Lewis led the Magic with 20 points on 7-of-10 shooting, but a bulk of that damage came with Villanueva, not Maxiell, guarding him.
Against Maxiell, Lewis shot 4-of-7 for nine points in 17:49.
Against Villanueva, Lewis shot 3-of-3 for 11 points in 10:30.
I don’t mean this to be a knock on Villanueva, by the way. He played very well tonight, doing a little bit of everything – scoring inside and outside, rebounding, hustling and, yes, playing defense. (Villanueva had two blocks and a steal.) But his strong defense just didn’t come against Lewis.
So, Kuester was right to have Maxiell guard Lewis for a majority of the Magic forward’s minutes.
Tayshaun Prince takes point-guard duties from Rodney Stuckey
This is a lot of praise for John Kuester in one post, especially after a loss, but I love the strategy for a few reasons.
1. Stuckey can attack unsuspecting defenses. By bringing the ball up himself, he still has the option to drive to the basket if the defense isn’t set. He’s done that quite a bit this season, with good results.
2. Stuckey plays better off the ball. I still think he has more potential as a point guard than an off guard, but he’s definitely better off the ball right now. Last year, he played at his best next to Chucky Atkins, and this plan creates similar opportunities for Stuckey.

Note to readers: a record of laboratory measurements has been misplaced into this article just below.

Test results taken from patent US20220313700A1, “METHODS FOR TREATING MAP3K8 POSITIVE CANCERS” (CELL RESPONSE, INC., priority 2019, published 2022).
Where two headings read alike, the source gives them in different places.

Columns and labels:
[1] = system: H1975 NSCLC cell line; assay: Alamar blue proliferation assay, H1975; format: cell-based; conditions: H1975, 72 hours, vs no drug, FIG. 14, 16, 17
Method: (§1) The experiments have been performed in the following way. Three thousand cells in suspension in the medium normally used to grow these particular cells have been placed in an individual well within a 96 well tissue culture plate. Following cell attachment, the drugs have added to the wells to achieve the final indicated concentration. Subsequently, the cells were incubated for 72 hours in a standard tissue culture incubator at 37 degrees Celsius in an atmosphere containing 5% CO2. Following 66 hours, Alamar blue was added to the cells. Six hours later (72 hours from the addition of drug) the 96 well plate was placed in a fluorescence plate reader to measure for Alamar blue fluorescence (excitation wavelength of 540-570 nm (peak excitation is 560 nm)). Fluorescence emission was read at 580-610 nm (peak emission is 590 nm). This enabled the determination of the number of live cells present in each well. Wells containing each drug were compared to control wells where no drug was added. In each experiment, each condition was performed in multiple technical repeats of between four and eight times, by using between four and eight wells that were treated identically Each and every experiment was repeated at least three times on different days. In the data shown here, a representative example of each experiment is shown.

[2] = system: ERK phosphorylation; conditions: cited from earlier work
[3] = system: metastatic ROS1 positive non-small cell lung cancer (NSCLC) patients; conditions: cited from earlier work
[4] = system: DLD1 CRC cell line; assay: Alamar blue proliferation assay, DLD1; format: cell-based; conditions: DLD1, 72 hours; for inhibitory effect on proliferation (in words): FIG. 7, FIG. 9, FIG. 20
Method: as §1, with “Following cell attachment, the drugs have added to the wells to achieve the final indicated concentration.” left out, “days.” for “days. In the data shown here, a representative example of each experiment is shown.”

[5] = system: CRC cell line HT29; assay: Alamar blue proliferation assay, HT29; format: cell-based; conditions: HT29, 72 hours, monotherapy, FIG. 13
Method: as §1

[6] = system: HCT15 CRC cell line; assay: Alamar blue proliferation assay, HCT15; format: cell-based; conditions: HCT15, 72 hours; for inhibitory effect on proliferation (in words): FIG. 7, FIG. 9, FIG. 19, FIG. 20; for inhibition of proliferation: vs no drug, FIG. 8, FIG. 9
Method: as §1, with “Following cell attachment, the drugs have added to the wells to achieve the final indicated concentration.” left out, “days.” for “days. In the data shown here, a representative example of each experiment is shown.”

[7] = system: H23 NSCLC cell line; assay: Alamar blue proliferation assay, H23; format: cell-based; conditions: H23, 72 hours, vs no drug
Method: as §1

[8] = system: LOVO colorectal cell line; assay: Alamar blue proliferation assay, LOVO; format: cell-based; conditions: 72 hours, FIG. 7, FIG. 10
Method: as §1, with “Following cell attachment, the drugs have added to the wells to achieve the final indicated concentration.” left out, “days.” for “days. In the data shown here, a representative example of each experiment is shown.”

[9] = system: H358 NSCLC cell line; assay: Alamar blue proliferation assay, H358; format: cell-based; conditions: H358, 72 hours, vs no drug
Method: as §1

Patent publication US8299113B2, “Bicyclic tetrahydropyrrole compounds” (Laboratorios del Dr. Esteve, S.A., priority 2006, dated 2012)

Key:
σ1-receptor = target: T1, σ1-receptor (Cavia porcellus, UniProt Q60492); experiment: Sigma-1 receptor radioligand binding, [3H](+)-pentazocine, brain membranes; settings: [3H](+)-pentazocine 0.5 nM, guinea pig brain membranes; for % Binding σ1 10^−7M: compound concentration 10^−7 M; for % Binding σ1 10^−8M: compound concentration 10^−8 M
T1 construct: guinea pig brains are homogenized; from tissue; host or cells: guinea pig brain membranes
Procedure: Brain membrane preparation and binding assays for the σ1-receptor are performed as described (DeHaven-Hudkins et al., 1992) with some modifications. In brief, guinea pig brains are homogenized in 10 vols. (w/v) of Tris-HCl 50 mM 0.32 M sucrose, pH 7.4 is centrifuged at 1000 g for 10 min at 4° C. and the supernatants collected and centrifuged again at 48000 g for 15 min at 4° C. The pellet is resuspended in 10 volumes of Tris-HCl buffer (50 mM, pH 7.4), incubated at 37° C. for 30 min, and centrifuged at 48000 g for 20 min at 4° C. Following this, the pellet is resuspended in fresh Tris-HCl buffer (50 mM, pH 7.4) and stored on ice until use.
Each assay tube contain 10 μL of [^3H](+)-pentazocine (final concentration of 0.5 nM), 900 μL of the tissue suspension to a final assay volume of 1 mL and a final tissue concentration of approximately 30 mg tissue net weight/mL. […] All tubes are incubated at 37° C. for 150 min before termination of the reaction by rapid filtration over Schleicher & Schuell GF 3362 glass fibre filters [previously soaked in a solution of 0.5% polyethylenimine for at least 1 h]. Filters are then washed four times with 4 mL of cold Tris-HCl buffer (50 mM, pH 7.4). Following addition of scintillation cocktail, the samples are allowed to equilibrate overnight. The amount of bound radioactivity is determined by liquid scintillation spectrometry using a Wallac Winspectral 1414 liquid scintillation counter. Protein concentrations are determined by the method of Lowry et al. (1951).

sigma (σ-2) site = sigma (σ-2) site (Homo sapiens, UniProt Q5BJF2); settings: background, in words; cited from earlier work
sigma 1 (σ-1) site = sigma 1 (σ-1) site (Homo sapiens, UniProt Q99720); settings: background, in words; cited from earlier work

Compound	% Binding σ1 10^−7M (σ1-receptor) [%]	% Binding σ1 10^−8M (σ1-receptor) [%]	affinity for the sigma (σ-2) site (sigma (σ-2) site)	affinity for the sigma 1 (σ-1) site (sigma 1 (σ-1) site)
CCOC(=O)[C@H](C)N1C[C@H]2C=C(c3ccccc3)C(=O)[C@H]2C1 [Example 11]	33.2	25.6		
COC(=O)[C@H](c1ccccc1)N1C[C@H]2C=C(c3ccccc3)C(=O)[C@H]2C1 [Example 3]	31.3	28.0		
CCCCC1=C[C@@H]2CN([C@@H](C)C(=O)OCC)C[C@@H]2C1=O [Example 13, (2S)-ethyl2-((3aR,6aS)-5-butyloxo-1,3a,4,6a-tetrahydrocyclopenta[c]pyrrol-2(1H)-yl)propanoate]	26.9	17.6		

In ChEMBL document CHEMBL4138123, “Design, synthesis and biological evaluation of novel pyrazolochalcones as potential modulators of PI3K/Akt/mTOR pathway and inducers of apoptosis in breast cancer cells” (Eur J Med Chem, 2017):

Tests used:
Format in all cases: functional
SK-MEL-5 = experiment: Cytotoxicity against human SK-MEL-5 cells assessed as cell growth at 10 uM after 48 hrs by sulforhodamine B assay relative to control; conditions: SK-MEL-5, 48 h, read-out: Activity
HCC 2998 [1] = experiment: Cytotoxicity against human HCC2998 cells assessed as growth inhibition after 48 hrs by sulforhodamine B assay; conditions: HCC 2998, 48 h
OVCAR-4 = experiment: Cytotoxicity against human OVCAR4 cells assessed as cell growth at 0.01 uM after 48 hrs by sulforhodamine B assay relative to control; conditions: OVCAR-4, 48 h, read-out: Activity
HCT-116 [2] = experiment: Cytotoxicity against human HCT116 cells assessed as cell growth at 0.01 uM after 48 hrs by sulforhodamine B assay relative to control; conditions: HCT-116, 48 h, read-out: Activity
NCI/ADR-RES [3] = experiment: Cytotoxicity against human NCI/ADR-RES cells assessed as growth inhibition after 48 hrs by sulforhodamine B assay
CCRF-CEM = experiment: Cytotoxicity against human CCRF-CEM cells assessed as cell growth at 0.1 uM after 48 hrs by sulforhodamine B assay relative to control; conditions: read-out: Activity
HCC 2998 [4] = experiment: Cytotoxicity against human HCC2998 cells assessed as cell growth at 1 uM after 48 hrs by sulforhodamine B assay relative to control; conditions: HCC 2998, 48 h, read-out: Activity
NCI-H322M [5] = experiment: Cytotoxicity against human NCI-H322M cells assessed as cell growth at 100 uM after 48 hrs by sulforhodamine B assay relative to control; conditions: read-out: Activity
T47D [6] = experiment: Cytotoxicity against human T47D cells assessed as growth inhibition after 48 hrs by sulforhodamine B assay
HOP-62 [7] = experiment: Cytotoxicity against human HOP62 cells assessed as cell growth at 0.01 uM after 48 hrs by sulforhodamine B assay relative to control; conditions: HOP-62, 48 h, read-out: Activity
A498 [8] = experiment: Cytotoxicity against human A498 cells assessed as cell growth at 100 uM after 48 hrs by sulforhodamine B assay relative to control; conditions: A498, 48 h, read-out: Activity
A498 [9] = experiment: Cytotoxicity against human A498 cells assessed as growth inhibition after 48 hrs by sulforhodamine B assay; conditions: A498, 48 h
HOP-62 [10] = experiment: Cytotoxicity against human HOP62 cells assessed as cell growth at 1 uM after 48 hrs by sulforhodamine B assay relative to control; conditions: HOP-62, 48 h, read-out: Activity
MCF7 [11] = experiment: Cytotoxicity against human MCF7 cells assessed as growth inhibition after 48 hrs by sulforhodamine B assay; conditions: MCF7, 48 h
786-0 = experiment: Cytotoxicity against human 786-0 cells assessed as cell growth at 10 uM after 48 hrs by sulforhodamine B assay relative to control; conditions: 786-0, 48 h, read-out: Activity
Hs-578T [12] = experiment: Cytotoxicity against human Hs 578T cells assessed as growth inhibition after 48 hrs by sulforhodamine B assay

3. Prince stays engaged in the game. It happened in the best of times, but it’s been more common now: Prince resigns himself to being a secondary option and his focus and intensity dwindle. But if you force the ball into his hands, that’s less likely to happen. He hustled tonight, even stopping a four-on-one fastbreak in the first quarter.
I criticized the Pistons’ lack of roles earlier in the day, but I love this. I think there’s a clear distinction, though.
Often, the Pistons ask their players to do a little bit of everything. I don’t think that’s a sound strategy. But that doesn’t mean having players who can do multiple things and play multiple positions is a negative.
The Pistons are clearly telling Stuckey to bring the ball up court. They’re clearly telling Prince to initiate the offense.
Traditionally, teams have one player do that, but so what? Redefining roles is absolutely fine.
It’s just important to have roles.
Ben Gordon doesn’t kill Pistons’ chances, and that’s a mild victory
Ben Gordon missed his first two shots – in rather ugly fashion, at that. But then he drilled a 3-pointer on his third shot.
That ability for Gordon not to let slow starts sink him has been a nice improvement this year.
He only made 4-of-10 shots tonight, but he stayed above the Diawara Line with a .479 true-shooting percentage. Basically, that means he did enough not to destroy the Pistons’ chances of winning.
Gordon has now surpassed the Diawara Line in 83.3 percent of his games, a very solid mark.
Not much from Tracy McGrady
Tracy McGrady didn’t excel against another of his former teams like he did against the Knicks on Sunday. He had three points (1-of-4 shooting), three rebounds, two assists and a team-worst minus-11 plus-minus rating in 16 minutes.
So much for the extra-motivation theory.
Ben Wallace rides the bench down the stretch
Ben Wallace didn’t play in the fourth quarter. Again.